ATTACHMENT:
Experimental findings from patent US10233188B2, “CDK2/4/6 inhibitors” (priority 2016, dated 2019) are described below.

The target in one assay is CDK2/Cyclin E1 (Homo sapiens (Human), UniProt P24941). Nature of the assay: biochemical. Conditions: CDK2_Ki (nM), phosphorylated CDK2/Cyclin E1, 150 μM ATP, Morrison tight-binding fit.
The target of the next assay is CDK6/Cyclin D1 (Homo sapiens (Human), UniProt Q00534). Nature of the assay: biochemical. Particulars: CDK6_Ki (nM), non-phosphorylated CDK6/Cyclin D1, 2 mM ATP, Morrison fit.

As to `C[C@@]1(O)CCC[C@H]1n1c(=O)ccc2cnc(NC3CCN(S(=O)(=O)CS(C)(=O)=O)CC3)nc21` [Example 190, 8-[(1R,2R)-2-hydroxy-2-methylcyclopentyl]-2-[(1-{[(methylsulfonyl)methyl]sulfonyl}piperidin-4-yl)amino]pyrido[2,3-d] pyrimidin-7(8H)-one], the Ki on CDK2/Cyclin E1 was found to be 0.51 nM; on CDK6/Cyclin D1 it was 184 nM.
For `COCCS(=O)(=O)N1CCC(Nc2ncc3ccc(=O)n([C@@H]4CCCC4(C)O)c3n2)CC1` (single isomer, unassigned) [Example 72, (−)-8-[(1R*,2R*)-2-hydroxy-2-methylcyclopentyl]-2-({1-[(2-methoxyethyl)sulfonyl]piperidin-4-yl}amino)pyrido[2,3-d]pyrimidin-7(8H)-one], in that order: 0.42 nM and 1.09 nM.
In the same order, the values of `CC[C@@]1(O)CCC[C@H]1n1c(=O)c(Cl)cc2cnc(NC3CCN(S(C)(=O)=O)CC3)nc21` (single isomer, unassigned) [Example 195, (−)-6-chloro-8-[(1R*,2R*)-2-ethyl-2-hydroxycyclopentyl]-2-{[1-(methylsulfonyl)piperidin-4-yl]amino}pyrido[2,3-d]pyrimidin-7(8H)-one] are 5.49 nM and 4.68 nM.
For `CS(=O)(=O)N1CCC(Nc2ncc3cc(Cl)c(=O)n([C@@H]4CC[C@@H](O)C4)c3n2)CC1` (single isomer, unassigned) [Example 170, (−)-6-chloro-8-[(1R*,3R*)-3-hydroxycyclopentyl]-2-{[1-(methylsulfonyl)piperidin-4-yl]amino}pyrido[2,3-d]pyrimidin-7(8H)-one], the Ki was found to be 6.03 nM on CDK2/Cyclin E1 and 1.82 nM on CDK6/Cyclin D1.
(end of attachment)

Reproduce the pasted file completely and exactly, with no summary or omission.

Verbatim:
Experimental findings from patent US10233188B2, “CDK2/4/6 inhibitors” (priority 2016, dated 2019) are described below.

The target in one assay is CDK2/Cyclin E1 (Homo sapiens (Human), UniProt P24941). Nature of the assay: biochemical. Conditions: CDK2_Ki (nM), phosphorylated CDK2/Cyclin E1, 150 μM ATP, Morrison tight-binding fit.
The target of the next assay is CDK6/Cyclin D1 (Homo sapiens (Human), UniProt Q00534). Nature of the assay: biochemical. Particulars: CDK6_Ki (nM), non-phosphorylated CDK6/Cyclin D1, 2 mM ATP, Morrison fit.

As to `C[C@@]1(O)CCC[C@H]1n1c(=O)ccc2cnc(NC3CCN(S(=O)(=O)CS(C)(=O)=O)CC3)nc21` [Example 190, 8-[(1R,2R)-2-hydroxy-2-methylcyclopentyl]-2-[(1-{[(methylsulfonyl)methyl]sulfonyl}piperidin-4-yl)amino]pyrido[2,3-d] pyrimidin-7(8H)-one], the Ki on CDK2/Cyclin E1 was found to be 0.51 nM; on CDK6/Cyclin D1 it was 184 nM.
For `COCCS(=O)(=O)N1CCC(Nc2ncc3ccc(=O)n([C@@H]4CCCC4(C)O)c3n2)CC1` (single isomer, unassigned) [Example 72, (−)-8-[(1R*,2R*)-2-hydroxy-2-methylcyclopentyl]-2-({1-[(2-methoxyethyl)sulfonyl]piperidin-4-yl}amino)pyrido[2,3-d]pyrimidin-7(8H)-one], in that order: 0.42 nM and 1.09 nM.
In the same order, the values of `CC[C@@]1(O)CCC[C@H]1n1c(=O)c(Cl)cc2cnc(NC3CCN(S(C)(=O)=O)CC3)nc21` (single isomer, unassigned) [Example 195, (−)-6-chloro-8-[(1R*,2R*)-2-ethyl-2-hydroxycyclopentyl]-2-{[1-(methylsulfonyl)piperidin-4-yl]amino}pyrido[2,3-d]pyrimidin-7(8H)-one] are 5.49 nM and 4.68 nM.
For `CS(=O)(=O)N1CCC(Nc2ncc3cc(Cl)c(=O)n([C@@H]4CC[C@@H](O)C4)c3n2)CC1` (single isomer, unassigned) [Example 170, (−)-6-chloro-8-[(1R*,3R*)-3-hydroxycyclopentyl]-2-{[1-(methylsulfonyl)piperidin-4-yl]amino}pyrido[2,3-d]pyrimidin-7(8H)-one], the Ki was found to be 6.03 nM on CDK2/Cyclin E1 and 1.82 nM on CDK6/Cyclin D1.